First of all, you yourself are developing games while being deeply involved in and trusted by the automobile industry, which seems to be far apart from your industry. Your activities are expanding outside the game industry, such as designing a cockpit for Nissan.
What I remembered from this are the words of a famous investor.
This investor was professing that he would “invest in an industry where game technology will be diverted to next.” In other words, as game technology is always on the cutting edge, industries where this technology will be horizontally deployed and applied will be the next destination for investment. Not all game companies are having an impact but I sympathize very much with the idea that the game industry is a breakthrough in society.
As the game industry is still an industry where Japan is strong, I hope that various industries and companies can successfully collaborate with it. I also think that this is one of the important elements that will enable Japanese companies to regain their strength.
Yamauchi: As far as corporate management goes, the messages of Polyphony Digital’s “Our Goals” are “we must be open to society,” “we want to make society happy” and “we want to quantize everything in the world and make it computable.” This concept has not changed since our foundation in 1998.
I want to use video games and technology as tools for making society better, but this will always involve certain values. This does not apply exclusively to technology but there are advantages and disadvantages in technology and I think we are at the stage where we must seriously discuss “how can we utilize technology to make society better?”
Chatani: Indeed, when technology and data are used as platforms, we are required to be more visionary. This will probably be demanded more especially of executives. When this is pursued, it will lead to the question of “what is the value of our company to society,” which, in turn, will direct their awareness toward CX (Corporate Transformation) or make them think and confront questions such as “what is a human being?” in their attempt to understand society as a whole.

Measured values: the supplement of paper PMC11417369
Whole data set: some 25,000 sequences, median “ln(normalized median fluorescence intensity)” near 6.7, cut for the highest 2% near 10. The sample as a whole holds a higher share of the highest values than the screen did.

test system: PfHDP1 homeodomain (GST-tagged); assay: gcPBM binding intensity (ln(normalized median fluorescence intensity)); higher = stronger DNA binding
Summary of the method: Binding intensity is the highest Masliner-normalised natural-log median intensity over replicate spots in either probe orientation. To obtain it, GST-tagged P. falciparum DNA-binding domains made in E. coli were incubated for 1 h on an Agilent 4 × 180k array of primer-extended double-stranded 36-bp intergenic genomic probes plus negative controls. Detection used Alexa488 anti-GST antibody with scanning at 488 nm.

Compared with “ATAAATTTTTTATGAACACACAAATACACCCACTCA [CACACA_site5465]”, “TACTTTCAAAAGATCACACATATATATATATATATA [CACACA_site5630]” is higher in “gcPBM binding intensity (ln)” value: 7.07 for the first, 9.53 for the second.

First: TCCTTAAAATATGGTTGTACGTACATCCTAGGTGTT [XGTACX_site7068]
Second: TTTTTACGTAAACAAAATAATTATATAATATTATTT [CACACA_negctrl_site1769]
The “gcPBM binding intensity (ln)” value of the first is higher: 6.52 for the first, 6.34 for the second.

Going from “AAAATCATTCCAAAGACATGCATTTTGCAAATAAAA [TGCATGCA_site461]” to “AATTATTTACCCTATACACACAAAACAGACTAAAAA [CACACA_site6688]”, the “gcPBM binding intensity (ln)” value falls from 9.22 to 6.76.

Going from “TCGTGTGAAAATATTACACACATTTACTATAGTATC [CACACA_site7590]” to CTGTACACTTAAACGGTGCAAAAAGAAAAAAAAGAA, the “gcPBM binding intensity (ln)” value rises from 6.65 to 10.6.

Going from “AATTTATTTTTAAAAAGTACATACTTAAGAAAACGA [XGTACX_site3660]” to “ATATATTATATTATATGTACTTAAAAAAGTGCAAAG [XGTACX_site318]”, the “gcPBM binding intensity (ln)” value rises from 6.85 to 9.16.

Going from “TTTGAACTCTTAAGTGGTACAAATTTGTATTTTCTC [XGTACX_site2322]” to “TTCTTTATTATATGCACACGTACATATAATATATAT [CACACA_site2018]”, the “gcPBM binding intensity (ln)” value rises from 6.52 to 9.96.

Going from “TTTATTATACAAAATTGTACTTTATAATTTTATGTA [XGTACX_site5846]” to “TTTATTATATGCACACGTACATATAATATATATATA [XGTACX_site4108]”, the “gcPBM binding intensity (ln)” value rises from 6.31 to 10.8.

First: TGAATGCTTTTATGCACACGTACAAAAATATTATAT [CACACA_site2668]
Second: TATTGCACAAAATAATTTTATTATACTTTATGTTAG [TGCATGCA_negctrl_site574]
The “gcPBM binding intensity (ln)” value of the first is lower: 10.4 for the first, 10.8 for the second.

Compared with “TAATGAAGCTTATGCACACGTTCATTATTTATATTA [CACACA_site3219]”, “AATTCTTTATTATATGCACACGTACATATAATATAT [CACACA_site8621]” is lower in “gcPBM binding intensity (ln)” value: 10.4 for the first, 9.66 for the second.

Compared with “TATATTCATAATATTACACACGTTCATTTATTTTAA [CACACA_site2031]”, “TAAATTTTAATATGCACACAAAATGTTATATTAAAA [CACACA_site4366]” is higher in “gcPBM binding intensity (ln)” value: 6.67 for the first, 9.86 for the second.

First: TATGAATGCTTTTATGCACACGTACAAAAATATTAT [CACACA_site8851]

Yamauchi: Going back to digital twins, which I mentioned at the beginning, so-called “smart xxx” products and services are actually appearing in various fields such as production sites, logistics and transportation systems, and infrastructure and energy, and they are individually considered to be digital twins.
When I look at this situation, I think that the changes that are about to occur in society today are at the stage where “what were considered to be like digital twins,” which had been implemented individually, are being optimized by designing and implementing architecture that connects them across multiple industrial domains. Such attempts are starting in Japan as well and the ultimate destinations also include future prediction and social transformation.
What is significant in this discussion is that “understanding of people” is included as an important piece. To understand people and predict the future: these are quite grand topics.
Chatani: We also think that being driven by envisioning and fantasizing will unlock the future and that the use of data is essential to quickly detect “the unexpected” in management. This is why digital-driven management is necessary and data is extremely important.
However, listening to what you just said, it also seems as if they are trying to model how people will behave by using all kinds of information in order to grasp the future of all things as a “plotted future.” At first glance, the two approaches to data seem to be the same but I think the reality is quite different.
Yamauchi: That’s true. What I remembered when hearing the term “future prediction” is a character called Hari Seldon in the “Foundation” series written by Isaac Asimov.